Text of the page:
Nant y Llyn

Nant y Llyn is the stream draining Llyn y Fan Fawr in the Black Mountain, into the upper Tawe River. Just after Glyntawe, a narrow lane leads up the side of the Tawe towards Trecastle. After 2 km, it passes over a cattle grid, and becomes unfenced on one side. As it continues along the valley, it passes over some small bridges with stone walls. Just after the fourth of these is the parking area on the left, and Nant y Llyn is also clearly visible up to the left.

Blaengwrach and Sgwd yr Argoed

Despite their proximity to the famed Waterfall Country, these waterfalls have nothing in common with the waterfalls in that area. These waterfalls are fed only by small streams, and there are no proper paths to any of them. Getting to them easily ranks as one of the hardest routes I have done; the area was once a busy mining community, with various mining tracks, but that age has passed, and the undergrowth has taken over. Although I will give details of how to make it a little easier to get around, it still needs a lot of experience with navigating through this type of terrain. It also needs skin made from leather. I would suggest a visit in winter when the undergrowth has died back.

Be warned that the 1:25'000 Explorer maps covering the area are very badly out of date, and quite confusing. They frequently fail to show features like 20 metre cliffs, misrepresent narrow paths as dirt tracks, and do not show the path directions correctly. I will try to point out the important mistakes and give appropriate routes, but be prepared to use your own initiative.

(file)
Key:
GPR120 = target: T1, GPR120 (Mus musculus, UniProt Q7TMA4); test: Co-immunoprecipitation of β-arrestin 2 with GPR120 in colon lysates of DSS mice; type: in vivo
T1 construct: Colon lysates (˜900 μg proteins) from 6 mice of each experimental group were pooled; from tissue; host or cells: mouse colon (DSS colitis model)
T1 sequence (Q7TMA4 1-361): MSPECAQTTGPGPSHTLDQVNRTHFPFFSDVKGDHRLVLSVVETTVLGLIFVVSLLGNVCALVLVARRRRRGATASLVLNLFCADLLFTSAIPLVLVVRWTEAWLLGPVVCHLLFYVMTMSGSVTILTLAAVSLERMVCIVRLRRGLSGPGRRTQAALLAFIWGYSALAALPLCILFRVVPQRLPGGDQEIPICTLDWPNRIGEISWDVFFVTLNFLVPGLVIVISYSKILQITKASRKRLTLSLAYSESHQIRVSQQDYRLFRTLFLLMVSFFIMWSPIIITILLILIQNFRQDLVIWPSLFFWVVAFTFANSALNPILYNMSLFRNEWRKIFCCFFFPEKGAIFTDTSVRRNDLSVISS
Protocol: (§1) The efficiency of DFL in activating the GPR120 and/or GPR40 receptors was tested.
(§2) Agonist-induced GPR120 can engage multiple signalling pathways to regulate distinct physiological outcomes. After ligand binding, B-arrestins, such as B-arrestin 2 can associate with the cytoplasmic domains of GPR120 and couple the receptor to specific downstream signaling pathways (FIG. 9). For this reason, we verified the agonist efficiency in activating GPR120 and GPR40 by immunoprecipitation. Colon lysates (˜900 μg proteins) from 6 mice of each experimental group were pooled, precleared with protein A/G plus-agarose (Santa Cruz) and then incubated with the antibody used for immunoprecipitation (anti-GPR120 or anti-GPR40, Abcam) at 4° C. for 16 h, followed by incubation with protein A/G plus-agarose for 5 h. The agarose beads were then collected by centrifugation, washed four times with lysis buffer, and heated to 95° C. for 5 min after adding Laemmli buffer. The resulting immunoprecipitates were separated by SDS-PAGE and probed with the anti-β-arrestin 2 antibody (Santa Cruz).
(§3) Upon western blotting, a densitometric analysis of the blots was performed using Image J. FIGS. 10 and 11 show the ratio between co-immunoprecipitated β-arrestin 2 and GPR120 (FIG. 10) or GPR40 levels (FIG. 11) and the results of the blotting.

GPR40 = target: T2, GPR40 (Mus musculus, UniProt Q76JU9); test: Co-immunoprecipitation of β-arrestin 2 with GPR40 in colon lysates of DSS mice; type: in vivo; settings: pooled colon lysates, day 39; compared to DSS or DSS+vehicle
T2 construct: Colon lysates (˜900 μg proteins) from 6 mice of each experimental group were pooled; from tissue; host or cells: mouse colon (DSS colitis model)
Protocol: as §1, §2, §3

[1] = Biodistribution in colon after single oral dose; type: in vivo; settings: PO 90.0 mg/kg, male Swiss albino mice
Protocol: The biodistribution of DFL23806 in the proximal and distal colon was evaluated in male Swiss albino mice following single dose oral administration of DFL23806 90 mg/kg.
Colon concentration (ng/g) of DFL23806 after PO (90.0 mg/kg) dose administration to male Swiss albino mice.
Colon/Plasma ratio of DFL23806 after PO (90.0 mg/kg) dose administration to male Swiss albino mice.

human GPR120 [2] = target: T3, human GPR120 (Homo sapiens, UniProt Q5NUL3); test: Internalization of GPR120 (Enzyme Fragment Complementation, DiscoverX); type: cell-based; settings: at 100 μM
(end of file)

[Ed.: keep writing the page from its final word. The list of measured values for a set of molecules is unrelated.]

The start point is in Blaengwrach, a village located on the side of the A465 in the Neath Valley. Head into the village, turn right at the mini-roundabout, take the next left (Heol y Felin), and park near the playground and scout hut.

Nant Bwch

At the other end of the national park, almost at the tip of the Black Mountains, there are almost no officially named waterfalls. The impressive valleys do contain many smaller waterfalls, but very few are worthy of attention. Sandwiched between Rhos Dirion and Lord Hereford's Knob is the Nant Bwch valley, which soon joins the Afon Honddu. For the short time that it runs below an impressive glacial scarp, it digs a gorge for itself, which contains one waterfall that is worth a visit.

From the A465 from Abergavenny to Hereford, take the little lane passing through Llanvihangel Crucorney, then from there, take the road towards Llantony Priory. Continue beyond it, turning sharp left to cross a narrow bridge, to eventually reach Capel-y-ffin. Turn left just before the village, onto an even smaller lane. After the lane crosses the river using an Irish ford (a very low bridge that becomes a ford in flood), park at any point that seems appropriate - I would suggest parking some way after passing through a gate, as there is more space there. Our route forms a loop that follows the lane for this short stretch.

Pwll Ffrwd

The Pwll Ffrwd information has been moved into a more extensive gallery.